Sir Georg:    Of course, there is always something remaining for the inspiration of the musicians and myself on the evening.  There is something magical, that chemistry happens always.  More or less always, but not the major part!  First is the hard work, and then comes something extra.  But you can
’t have something extra without hard work. 

BD:    What do you see in the future of the Chicago Symphony Orchestra?

Sir Georg:    I wish that we maintain that standard, and simply that we work on quality and not on quantity.  There is a danger to all American orchestras to play more and more concerts because they need money.  That could be a dangerous situation because the more you play, the more you lose the quality.  With more and more performances there are less and less rehearsals.  That is a danger which I clearly see and I have to fight.  We are very lucky
— and I am speaking entirely about the Chicago situationwe are tremendously lucky.  We are augmenting our listening public, we are augmenting our subscriptions, so the payroll must be met and we are doing it very well. 

BD:    In playing the same repertoire again and again, how do you keep the great pieces alive and vibrant for every performance?

Sir Georg:    I do not play the same repertoire again and again.  That’s a mistake.  I am always leaving the major pieces aside for years.  I won’t touch most pieces for 10 years.  Then I start anew; I forget what I did 10 years ago.  It is a very long time.

BD:    You get a clean score?

Sir Georg:    I buy a new score usually, and then I begin to restudy and let it come through.  That’s the only way to keep it fresh.  A piece you play again and again and again is a Xerox copy.

BD:    Is the record you make today of a piece you just played last night going to be a Xerox copy?

Sir Georg:    No, but similar.  Very similar.  I have a very clear idea of how the music should sound
— rightly or wrongly — and I aim for that clear idea. 

BD:    Does your clear idea of a piece change over a period of 10, 20, 30, 40 years?

bronzeSir Georg:    Yes, because my mind is changing. 

BD:    Is it improving? 

Sir Georg:    I hope so.

BD:    Are there any pieces that you’ve played that you feel you’ve plumbed all the depths?

Sir Georg:    There is no piece in this world that you can say that about; only a silly musician could say, “Yes, I made it, I don’t want anything more, I am wonderful.”  A decent musician would never say that.  You always aim for something better.  You always aim for a better performance from yourself.

BD:    Is it special for you to have worked with this one orchestra for 20 seasons?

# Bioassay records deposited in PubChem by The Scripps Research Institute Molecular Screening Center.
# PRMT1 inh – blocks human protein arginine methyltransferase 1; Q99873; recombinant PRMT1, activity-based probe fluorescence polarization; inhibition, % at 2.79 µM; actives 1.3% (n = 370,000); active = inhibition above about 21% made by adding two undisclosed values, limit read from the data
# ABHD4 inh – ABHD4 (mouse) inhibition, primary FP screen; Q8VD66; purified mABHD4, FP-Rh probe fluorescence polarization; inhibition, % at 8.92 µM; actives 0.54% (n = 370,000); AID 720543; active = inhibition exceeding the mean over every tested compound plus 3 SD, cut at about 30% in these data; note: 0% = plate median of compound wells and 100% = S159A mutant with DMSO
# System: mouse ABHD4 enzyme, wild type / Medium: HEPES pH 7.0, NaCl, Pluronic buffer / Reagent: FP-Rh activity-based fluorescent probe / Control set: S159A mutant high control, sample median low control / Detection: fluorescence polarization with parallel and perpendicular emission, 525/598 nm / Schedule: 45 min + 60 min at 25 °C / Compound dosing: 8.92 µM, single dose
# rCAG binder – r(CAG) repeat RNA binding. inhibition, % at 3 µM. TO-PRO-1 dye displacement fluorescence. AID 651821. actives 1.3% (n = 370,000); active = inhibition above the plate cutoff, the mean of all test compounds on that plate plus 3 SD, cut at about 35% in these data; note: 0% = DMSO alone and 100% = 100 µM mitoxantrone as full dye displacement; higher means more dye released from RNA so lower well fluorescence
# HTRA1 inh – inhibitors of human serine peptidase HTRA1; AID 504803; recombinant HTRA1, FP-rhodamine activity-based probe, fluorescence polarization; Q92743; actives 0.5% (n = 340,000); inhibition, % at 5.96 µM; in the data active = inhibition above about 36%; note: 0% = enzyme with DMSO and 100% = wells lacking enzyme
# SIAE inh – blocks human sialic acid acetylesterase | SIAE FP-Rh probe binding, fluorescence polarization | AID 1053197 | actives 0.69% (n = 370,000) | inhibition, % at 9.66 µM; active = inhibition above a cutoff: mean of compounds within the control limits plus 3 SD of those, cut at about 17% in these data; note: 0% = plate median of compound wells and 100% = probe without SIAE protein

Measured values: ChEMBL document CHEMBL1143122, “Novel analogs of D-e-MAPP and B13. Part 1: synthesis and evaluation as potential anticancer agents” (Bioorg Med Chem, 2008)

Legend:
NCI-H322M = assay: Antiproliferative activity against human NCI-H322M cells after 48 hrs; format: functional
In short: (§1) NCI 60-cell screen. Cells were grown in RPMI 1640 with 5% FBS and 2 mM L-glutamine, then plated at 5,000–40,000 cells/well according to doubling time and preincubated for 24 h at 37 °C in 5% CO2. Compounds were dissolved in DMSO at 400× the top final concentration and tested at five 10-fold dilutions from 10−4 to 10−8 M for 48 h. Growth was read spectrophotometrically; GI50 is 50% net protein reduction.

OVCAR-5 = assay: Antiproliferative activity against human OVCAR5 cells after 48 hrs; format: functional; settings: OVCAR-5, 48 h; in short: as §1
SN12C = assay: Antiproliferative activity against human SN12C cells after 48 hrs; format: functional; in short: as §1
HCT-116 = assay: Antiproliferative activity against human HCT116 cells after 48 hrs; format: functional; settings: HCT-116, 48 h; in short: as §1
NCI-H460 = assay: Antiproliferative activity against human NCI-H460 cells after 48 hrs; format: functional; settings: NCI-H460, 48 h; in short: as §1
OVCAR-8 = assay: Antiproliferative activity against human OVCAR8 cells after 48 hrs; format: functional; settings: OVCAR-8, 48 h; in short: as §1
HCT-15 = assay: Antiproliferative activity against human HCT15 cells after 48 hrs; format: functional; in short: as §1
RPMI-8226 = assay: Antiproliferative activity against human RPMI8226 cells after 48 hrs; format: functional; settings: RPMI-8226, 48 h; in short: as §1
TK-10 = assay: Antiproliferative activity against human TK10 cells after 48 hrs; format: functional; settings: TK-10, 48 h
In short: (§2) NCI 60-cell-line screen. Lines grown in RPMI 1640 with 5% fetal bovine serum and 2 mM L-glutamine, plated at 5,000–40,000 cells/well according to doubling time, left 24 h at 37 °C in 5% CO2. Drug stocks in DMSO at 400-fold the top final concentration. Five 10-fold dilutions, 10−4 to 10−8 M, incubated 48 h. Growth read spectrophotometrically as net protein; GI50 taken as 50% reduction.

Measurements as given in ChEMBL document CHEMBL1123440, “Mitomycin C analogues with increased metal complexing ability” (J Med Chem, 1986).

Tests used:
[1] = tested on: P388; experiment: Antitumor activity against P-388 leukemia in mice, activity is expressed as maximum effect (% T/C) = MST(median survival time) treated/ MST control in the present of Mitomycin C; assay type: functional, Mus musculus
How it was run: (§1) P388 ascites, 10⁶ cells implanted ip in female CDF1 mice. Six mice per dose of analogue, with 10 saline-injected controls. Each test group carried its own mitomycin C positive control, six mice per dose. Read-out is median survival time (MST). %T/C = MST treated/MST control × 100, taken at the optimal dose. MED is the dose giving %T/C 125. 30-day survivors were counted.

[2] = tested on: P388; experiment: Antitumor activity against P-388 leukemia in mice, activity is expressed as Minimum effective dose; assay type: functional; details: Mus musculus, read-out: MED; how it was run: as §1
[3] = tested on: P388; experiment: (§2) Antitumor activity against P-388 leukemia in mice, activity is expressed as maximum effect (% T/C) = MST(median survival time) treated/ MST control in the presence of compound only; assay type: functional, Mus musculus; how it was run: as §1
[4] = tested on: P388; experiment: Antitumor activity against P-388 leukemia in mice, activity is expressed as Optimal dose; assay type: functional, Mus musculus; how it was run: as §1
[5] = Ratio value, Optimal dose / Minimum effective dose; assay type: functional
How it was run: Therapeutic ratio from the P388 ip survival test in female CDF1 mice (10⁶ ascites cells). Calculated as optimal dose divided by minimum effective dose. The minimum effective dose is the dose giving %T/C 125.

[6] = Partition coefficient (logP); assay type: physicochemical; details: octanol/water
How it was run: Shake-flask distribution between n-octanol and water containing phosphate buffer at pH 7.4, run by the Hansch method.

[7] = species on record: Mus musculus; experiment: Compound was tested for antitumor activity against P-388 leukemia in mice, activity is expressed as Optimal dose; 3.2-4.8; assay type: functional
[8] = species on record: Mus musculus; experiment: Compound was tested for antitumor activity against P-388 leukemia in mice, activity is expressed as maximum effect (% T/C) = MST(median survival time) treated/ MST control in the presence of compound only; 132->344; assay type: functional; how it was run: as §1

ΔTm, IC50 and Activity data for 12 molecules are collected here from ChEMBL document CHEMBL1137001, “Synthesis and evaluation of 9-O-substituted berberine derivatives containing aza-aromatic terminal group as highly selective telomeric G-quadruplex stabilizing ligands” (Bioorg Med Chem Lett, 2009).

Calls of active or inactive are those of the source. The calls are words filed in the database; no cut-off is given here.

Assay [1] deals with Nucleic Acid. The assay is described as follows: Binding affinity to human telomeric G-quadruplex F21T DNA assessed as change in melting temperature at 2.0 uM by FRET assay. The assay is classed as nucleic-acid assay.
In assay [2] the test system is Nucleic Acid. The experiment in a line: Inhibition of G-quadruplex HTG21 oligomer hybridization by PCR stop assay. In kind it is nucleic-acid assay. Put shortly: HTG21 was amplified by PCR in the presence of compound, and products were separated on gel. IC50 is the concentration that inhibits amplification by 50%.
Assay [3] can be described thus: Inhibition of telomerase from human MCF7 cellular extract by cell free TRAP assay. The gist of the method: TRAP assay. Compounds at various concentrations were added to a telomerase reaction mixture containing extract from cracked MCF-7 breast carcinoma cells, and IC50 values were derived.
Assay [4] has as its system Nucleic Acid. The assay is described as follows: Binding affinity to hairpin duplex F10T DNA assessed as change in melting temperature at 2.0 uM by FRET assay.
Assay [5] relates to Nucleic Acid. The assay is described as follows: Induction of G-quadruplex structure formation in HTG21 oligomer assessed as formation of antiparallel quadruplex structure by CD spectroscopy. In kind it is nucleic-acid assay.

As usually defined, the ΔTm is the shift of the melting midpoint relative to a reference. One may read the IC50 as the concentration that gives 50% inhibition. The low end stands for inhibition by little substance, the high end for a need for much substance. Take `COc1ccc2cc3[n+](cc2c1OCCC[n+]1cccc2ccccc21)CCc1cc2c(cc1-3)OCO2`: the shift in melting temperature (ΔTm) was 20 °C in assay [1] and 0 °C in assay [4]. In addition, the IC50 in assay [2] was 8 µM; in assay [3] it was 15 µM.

Sir Georg:    Yes.  I have never been anywhere in my whole conducting career 20 years.  The longest has always been 10 years.  I love this orchestra very much; that is the reason why I stay here.  In another three years I will bow out.

BD:    But you won
’t abandon us completely, will you?

Sir Georg:    No, no, no!  I will come back as some sort of emeritus conductor once a year for three or four weeks, something like that, but I can
not take as much transatlantic traveling. 

*     *     *     *     *

BD:    Do you prepare differently for operas on stage than you do for operas in concert?

Sir Georg:    Yes, because acoustically the conditions are different.  On stage you are full of compromises.  The timing is different, the balance is different.  It is all very different for a concert.  A good stage performance is wonderful, a bad stage performance is terrible.  One must be very careful when one does an opera on stage nowadays.  I love opera in a concert version because you concentrate on the musical content, and this is so essential.  I simply love it and I do it from time to time.

BD:    In opera, what should be the balance between music and drama?

soltiSir Georg:    There should always be an internal balance with staging, music, and movements.  All the time you compromise; you have to.  There is no fixed ideal of what should be soft or loud.  For example, if the singer is near the back of the stage, they have to give a little more sound and you have to keep the orchestra down.  This is a compromise which you learn the hard way if you have time.  If you have the sense of drama, if you have a sense of theater, that makes an operatic conductor.  If you know about the stage, if you know about what an opera is; lighting, movements,  everything; these all belong to that.  Only then can you be a good operatic conductor.  You cannot come off the street and conduct an opera; you must grow up in the opera house and you must know what it is.